No need for PMA honorary ‘mistahs’
THE MAIN issue in the case of Mighty Corp., which has been accused of using at least P2 billion worth of fake tax stamps on its cigarette packs, is alleged tax-evasion and economic sabotage. That is already in the hands of the proper government agencies.
On a side issue, additionally, we wonder at the wisdom of Philippine Military Academy classes adopting rank outsiders as honorary “mistahs” or classmates in a manner that could affect their performance in the service and when they move to the private sector.
President Rodrigo Duterte himself had disclosed that he knew well Alexander Wong Chu King, the owner of Mighty Corp., because he is a fellow “mistah” of PMA Class 1967 of which they are both honorary members.
We note also that retired Lt. Gen. Edilberto Pardo Adan (PMA ’72), who served as PMA superintendent (2002-2004) and deputy chief of staff (2004-2005), became Mighty Corp. president in 2014. His last military assignment was as chief of the AFP Southern Command.
Lest we be misunderstood, we stress that the Academy and its impressive roster of alumni are not being denigrated or their integrity questioned. It is precisely to protect their name and that of the service that we here suggest a review of their “mistah” adoption practice.
The adoption of presidents and other high or promising officials, as well as powerful persons in civil society, enhances the political and business connections of class members without benefiting public interest. We dare not speculate on ulterior motives, if any.
The lassoing of influential or powerful figures as honorary “mistahs” could degenerate into a mere variation, or a refinement, of the discredited “padrino system” that has abetted corruption in government.
This is not to say that the disposition of the Mighty Corp. case will be influenced by its “mistah” entanglements – in the same way that we prefer not to prejudge the integrity and competence of government officials on the basis of their alma mater or fraternity ties.
Somebody should defend the “mistah” adoption practice and highlight its redeeming social benefits.
Before the Martial Law years, PMA alumni were not concerned with cornering honorary “mistah” figures to help them along, but the officers and gentlemen generally performed with integrity and loyalty.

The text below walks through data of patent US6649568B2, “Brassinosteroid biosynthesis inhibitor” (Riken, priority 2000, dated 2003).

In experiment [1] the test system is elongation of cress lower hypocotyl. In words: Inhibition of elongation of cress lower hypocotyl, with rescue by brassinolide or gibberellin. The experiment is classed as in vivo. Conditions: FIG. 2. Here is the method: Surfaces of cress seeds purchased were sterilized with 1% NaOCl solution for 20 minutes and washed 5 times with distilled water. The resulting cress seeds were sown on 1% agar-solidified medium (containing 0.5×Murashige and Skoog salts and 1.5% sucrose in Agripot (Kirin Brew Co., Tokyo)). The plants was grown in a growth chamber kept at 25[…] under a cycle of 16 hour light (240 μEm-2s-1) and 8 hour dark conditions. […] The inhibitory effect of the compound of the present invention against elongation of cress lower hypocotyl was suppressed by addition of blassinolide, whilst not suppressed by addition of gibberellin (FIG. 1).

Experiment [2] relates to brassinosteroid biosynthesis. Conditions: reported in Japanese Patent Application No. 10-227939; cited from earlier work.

• What happens to bribery attempt?
ONE ASPECT of the Mighty case that jolted us was the revelation of President Duterte of an attempt to bribe him when he was still Davao mayor.
STAR reporter Alexis Romero said that Duterte narrated the other night in Pasay City two incidents where Mighty owner Wong Chu King gave him cash (when he was still mayor) and a gun (only last December). He said he returned the items promptly.
Duterte has ordered the arrest of Wong Chu King, but when he presented himself to the National Bureau of Investigation days ago, he was not detained.
The President previously said the businessman could settle his tax deficiencies by paying P3 billion, or double the P1.5 billion that he had offered, and build three hospitals in Basilan, Jolo, and Tondo.
But Finance Secretary Sonny Dominguez interposed that Mighty’s owner should pay not P3 billion but as much as P15 billion. Until this writing, it is not clear who between the two officials will be followed – the President or his finance secretary.
We expect that neither the wishes of Duterte nor of Domiguez will be controlling. From where we sit, it looks like the tax imbroglio will be resolved by the high-flying lawyers and the judges manning the courts and issuing TROs (temporary restraining orders).
Those are on the tax issues. The bribery and the economic sabotage cases are something else. The crowd keenly watching the President they had elected into office are praying that the Lord will not allow him to be led into temptation, amen.
Duterte recalled in his speech that when he was mayor, Wong Chu King approached him regarding his case, but that he brushed him off. The businessman left a bag, but when the mayor saw the money in it he said he had it returned.
In his speech at the PDP-Laban meeting, Duterte reiterated that he was ready to go to jail for the killings in his drug war, but not for corruption. He added that he would not tolerate corruption among his friends.
• Phl rights over Benham Rise explained
WE ARE amazed that not many Filipinos, including those in government, are alarmed by revelations that the Chinese have expanded their trespassing from the West Philippine Sea to the country’s Benham Rise continental shelf facing the Pacific Ocean.
Benham Rise is a 13-million-hectare area extending some 250 kilometers eastward from the coast of Isabela and Aurora. In 2012, the United Nations Commission on the Limits of the Continental Shelf recognized Philippine exclusive sovereign rights over that shelf. There are no other claimants.
Under Section 77 of the UN Convention on the Law of the Sea, the Philippines as the coastal State adjoining Benham Rise enjoys sovereign rights over the continental shelf:
> The coastal State exercises sovereign rights for the purpose of exploring it and exploiting its natural resources.
> The rights referred to above are exclusive in the sense that if the coastal State does not explore the continental shelf or exploit its natural resources, no one may undertake these activities without its express consent.
> The rights of the Philippines over the continental shelf do not depend on occupation, effective or notional, or on any express proclamation.
> The natural resources referred to here consist of the mineral and other non-living resources of the seabed and subsoil together with living organisms belonging to sedentary species, that is to say, organisms which, at the harvestable stage, either are immobile on or under the seabed or are unable to move except in constant physical contact with the seabed or the subsoil.